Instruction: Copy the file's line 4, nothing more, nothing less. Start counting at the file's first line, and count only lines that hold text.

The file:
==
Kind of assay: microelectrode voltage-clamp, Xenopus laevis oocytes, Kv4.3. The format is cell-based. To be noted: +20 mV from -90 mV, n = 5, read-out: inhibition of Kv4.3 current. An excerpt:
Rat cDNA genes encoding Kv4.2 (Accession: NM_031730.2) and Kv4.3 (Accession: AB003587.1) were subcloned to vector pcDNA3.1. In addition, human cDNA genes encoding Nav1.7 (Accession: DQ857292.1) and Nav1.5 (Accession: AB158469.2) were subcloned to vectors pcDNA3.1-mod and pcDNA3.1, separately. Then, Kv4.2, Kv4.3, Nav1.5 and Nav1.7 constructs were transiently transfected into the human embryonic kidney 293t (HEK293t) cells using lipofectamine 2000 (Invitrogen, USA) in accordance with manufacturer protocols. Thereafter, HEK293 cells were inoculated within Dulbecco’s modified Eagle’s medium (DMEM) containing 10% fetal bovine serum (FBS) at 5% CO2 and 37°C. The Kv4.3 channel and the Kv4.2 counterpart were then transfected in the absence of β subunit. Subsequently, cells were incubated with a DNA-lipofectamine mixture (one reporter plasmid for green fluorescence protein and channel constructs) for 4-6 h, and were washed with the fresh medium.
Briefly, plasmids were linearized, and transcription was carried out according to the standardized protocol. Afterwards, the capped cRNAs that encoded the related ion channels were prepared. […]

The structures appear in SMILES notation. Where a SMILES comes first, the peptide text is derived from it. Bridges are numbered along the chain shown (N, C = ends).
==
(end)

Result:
The structures appear in SMILES notation. Where a SMILES comes first, the peptide text is derived from it. Bridges are numbered along the chain shown (N, C = ends).